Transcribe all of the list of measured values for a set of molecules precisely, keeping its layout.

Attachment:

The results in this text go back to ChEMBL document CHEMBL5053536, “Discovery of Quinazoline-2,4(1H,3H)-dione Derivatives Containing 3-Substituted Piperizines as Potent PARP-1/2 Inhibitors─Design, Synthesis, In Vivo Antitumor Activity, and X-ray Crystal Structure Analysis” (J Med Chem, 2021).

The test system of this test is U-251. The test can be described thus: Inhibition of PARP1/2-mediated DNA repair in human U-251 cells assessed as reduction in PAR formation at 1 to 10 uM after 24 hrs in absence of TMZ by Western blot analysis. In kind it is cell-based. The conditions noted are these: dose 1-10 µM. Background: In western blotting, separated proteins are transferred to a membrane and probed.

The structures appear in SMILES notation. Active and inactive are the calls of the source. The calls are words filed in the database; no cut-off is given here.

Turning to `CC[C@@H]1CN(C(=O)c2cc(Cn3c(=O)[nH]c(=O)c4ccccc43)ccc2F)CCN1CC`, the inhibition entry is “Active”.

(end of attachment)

The results in this text go back to ChEMBL document CHEMBL5053536, “Discovery of Quinazoline-2,4(1H,3H)-dione Derivatives Containing 3-Substituted Piperizines as Potent PARP-1/2 Inhibitors─Design, Synthesis, In Vivo Antitumor Activity, and X-ray Crystal Structure Analysis” (J Med Chem, 2021).

The test system of this test is U-251. The test can be described thus: Inhibition of PARP1/2-mediated DNA repair in human U-251 cells assessed as reduction in PAR formation at 1 to 10 uM after 24 hrs in absence of TMZ by Western blot analysis. In kind it is cell-based. The conditions noted are these: dose 1-10 µM. Background: In western blotting, separated proteins are transferred to a membrane and probed.

The structures appear in SMILES notation. Active and inactive are the calls of the source. The calls are words filed in the database; no cut-off is given here.

Turning to `CC[C@@H]1CN(C(=O)c2cc(Cn3c(=O)[nH]c(=O)c4ccccc43)ccc2F)CCN1CC`, the inhibition entry is “Active”.